Iowa Supreme Court Grants Stay for Required Disclosure of Pregnancy Tests
The Iowa Supreme Court granted a stay to Planned Parenthood this week, temporarily suspending a requirement that Planned Parenthood’s Storm Lake Clinic turn over the names and addresses of all women who had a positive pregnancy test between August 15, 2001 and May 30, 2002. The state Supreme Court granted the stay in order to give time to further study the matter.
“Wholesale release of these medical records would not only violate Americans’ sacred trust in medical privacy, but will - as we are already seeing happen at the affected clinic in Iowa - deter women from seeking necessary medical care,” Gloria Feldt, president of the Planned Parenthood Federation of America said in a prepared statement. “We’re confident that upon review, the Court will recognize this egregious violation of women’s right to medical privacy and will act to protect that right.”
Last month, Iowa District Judge Frank Nelson had ordered the information be turned over to law enforcement authorities by August 17, to aid officials in the investigation of a dead newborn baby boy found at a recycling center in May. Planned Parenthood filed an appeal last week, arguing that the private medical information cannot be released without consent. Despite Nelson’s decision, Jill June, head of Planned Parenthood of Greater Iowa, has adamantly refused to hand over the records and could face contempt of court charges – which could result in six months imprisonment or a $500 fine.
10/9/2015 Federal Judge Orders Anti-Abortion Group to Cede Footage to NAF - On Tuesday, a federal judge ruled that anti-abortion group Center for Medical Progress (CMP) and its leader David Daleidan must turn over all previously unreleased "sting" videos and outtakes of National Abortion Federation (NAF) meetings the group obtained surreptitiously as part of a smear campaign against the abortion provider.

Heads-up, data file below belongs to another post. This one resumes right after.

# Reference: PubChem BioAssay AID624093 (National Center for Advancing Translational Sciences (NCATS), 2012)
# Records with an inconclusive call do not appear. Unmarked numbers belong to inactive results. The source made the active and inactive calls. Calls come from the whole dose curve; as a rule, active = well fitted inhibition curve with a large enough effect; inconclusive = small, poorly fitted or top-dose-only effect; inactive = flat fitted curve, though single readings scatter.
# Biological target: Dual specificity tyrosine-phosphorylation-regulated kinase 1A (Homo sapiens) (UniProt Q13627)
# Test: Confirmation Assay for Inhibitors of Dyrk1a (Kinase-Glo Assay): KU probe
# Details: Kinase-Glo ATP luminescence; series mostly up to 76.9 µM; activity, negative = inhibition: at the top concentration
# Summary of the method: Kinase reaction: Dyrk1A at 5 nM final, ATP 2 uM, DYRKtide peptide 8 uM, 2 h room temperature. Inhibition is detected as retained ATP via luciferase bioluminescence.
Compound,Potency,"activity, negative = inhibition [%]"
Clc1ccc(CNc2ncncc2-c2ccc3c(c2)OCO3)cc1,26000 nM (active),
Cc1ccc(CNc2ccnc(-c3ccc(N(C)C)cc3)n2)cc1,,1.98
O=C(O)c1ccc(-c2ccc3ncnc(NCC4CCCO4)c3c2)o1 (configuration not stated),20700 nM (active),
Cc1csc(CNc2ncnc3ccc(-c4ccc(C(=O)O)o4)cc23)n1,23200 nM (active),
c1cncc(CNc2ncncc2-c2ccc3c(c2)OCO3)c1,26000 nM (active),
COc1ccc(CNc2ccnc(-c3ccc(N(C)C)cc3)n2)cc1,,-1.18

U.S. . . .
10/9/2015 Women Scientists Receive Less Funding Than Their Male Peers, Study Finds - According to a new study published by the Journal of the American Medical Association, male scientists receive twice as much financial support to kickstart their careers in science and medicine as their female counterparts, an early career inequity that could limit professional opportunities for women scientists throughout their working lives.
Conducted by Health Resources in Action (HRiA), analysts studied 219 biomedical researchers who had applied for early-career grant funding at 55 New England hospitals, universities and research facilities between 2012 and 2014. . . .
10/7/2015 Study Finds US Gender Wage Gap Persists - Data compiled by the US Census Bureau this week once again demonstrates a gender wage gap, showing that American women who work full-time, year-round jobs on average earn 79 cents for every dollar paid to men. . . .